FRINGE REVIEW – The Tragedy of Titus


HeadLock Theatre’s production The Tragedy of Titus shifts Shakespeare’s Titus Andronicus into the setting of a modern Romani travelling camp, with bare knuckle fighting the source of honour rather than Roman wars. The original play follows the titular general through his triumph in war to the humiliation, mutilation and destruction of himself and family members at the hands of the Queen of the Goths, Tamora, and her people, with all that the Goths gain and lose as well.

This adaptation leaves Tamora’s motivation for revenge weakened beyond reasonable believability, harming the show somewhat, and the initial scene is extremely confusing because what you see and what you hear does not gel, twisting relationships between characters away from Shakespeare’s lines and making Tamora’s final plot even less credible than it already is in the original. This is heightened later by little attempt being made to make Titus seem mad enough, or even drunk enough, to fall for her tricks.

Overall, however, this production works well. Modern clothing suitable for movement keeps visuals fairly dark, with touches of colour, and basic lighting supports without drawing attention. The play is drastically cut to fit only 55 minutes, but the changes that were initially forced fall into place and allow such trimming. Only towards the end are lines mangled to fit narrative purposes, but that slips by quickly, and the language is handled fluidly by most, with an energy that keeps things clear and moving along well. Though a couple of actors were having trouble with their voices they did not let this impede audience understanding though there was some less clear speech, mostly from hyper-speed delivery by one performer – thankfully this did not continue throughout.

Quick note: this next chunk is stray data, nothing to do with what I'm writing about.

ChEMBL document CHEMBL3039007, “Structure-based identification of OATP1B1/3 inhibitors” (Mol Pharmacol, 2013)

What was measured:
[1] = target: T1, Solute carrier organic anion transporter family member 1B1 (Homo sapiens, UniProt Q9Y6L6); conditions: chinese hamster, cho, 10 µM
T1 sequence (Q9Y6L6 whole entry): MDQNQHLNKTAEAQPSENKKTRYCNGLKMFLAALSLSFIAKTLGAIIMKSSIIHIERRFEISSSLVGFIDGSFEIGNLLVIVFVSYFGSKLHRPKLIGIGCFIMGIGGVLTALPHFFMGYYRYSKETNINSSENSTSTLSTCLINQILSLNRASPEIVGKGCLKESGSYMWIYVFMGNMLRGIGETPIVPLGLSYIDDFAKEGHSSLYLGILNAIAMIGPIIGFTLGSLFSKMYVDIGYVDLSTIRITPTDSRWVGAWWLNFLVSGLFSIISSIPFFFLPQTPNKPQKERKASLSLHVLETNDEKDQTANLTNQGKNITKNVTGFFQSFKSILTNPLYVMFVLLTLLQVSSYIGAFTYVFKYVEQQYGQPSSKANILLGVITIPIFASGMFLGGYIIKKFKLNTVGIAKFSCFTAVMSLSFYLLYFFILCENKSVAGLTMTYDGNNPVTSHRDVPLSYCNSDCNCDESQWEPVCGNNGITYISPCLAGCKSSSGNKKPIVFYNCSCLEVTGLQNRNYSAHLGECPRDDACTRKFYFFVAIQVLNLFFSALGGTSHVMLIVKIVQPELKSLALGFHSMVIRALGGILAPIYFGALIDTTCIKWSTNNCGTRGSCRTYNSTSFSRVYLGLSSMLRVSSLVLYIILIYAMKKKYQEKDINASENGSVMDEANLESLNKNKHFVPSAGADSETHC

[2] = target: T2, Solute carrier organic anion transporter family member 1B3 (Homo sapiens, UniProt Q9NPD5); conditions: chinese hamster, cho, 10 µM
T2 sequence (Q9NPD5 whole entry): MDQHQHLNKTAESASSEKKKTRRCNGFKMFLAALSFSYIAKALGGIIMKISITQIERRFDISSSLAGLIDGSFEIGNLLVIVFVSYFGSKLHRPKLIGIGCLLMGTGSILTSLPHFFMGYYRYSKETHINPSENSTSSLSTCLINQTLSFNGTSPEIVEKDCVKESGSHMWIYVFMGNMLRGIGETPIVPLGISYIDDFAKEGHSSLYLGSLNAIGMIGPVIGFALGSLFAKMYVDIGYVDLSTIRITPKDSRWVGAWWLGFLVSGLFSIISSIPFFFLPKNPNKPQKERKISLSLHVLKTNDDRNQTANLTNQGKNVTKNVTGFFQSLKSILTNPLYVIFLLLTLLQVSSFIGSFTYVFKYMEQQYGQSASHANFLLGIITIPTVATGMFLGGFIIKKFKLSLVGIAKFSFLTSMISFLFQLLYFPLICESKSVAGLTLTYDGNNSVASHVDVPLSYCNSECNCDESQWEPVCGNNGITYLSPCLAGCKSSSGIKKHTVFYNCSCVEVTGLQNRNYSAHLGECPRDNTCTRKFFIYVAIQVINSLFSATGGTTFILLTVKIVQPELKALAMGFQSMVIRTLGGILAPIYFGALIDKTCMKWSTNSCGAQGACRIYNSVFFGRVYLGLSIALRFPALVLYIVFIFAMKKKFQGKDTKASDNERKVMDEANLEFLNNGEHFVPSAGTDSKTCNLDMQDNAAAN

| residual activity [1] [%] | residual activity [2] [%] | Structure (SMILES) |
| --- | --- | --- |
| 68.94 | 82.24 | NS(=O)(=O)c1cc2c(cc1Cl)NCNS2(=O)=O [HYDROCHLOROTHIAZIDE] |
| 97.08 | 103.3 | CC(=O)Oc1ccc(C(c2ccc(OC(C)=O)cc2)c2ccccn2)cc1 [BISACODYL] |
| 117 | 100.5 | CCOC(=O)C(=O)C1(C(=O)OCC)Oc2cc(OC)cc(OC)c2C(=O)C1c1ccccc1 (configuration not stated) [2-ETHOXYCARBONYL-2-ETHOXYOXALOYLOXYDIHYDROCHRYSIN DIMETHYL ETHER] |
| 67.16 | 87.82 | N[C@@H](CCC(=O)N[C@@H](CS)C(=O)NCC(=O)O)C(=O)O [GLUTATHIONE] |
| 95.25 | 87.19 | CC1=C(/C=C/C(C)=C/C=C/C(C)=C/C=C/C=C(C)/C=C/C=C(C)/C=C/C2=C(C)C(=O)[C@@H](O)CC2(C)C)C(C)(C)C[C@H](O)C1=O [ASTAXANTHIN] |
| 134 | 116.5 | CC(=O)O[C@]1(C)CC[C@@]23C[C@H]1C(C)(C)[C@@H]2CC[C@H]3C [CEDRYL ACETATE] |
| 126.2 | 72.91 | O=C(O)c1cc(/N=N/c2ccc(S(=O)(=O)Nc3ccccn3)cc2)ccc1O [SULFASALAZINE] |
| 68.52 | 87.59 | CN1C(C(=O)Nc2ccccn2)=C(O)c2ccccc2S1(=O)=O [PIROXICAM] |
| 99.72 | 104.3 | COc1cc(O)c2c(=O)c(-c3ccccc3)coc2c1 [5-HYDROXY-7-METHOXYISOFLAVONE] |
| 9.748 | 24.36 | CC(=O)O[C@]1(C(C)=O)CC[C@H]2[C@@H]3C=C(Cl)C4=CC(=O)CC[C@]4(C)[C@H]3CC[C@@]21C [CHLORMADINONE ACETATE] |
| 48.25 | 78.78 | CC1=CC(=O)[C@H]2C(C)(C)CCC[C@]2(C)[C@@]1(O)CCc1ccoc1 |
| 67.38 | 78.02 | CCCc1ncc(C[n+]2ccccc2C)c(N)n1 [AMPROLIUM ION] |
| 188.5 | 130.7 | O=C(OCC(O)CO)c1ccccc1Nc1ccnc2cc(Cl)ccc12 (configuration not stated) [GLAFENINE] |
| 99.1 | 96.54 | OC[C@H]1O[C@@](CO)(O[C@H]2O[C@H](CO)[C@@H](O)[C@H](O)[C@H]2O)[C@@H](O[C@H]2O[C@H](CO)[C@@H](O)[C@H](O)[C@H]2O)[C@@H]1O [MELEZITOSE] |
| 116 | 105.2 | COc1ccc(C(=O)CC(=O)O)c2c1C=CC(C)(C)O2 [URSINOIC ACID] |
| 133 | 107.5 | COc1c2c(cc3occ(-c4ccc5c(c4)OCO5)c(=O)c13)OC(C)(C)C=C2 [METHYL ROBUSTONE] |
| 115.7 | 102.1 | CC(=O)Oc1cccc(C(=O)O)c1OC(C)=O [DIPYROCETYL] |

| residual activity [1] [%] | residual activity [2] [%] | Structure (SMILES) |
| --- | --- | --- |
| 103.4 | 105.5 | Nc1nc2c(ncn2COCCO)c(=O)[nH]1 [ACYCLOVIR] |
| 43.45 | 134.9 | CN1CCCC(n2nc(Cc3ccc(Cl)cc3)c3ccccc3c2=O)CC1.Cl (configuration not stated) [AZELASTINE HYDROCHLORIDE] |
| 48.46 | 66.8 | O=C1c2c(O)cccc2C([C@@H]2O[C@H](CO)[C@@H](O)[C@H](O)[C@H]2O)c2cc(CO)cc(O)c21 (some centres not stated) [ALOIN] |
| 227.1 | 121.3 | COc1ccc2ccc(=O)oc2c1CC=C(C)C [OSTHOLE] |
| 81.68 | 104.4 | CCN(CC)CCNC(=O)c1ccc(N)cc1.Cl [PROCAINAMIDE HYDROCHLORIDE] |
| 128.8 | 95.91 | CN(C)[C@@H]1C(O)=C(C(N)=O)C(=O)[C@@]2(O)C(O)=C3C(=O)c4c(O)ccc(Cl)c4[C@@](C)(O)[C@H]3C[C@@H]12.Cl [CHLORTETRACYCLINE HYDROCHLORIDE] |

There is an impressive physicality to the production – only a few times did the contact improvisation and acrobatics seem meaningless – and the bare stage was filled well whether in crowd scenes or with just a single character visible. Tortures were dealt with physically, shocking without becoming overly graphic in their showing, and the revelation of what had been done to Titus’s daughter Lavinia was moving, well-acted by her, Titus (strongly performed throughout) and his son. There are other moments of deep feeling in the production, along with physical sets that bring a strong dark energy.

The Tragedy of Titus is a strange brew with some fine ingredients well served up and the most is made of the energy of its cast. Not all aspects of the adaptation help the clarity of story and character, but Headlock Theatre’s production manages to form its own shape, one that can take its place in this year’s Fringe Shakespeare with pride.

15 – 20 August, 17:50 (18:45) @ theSpace on Niddry Street

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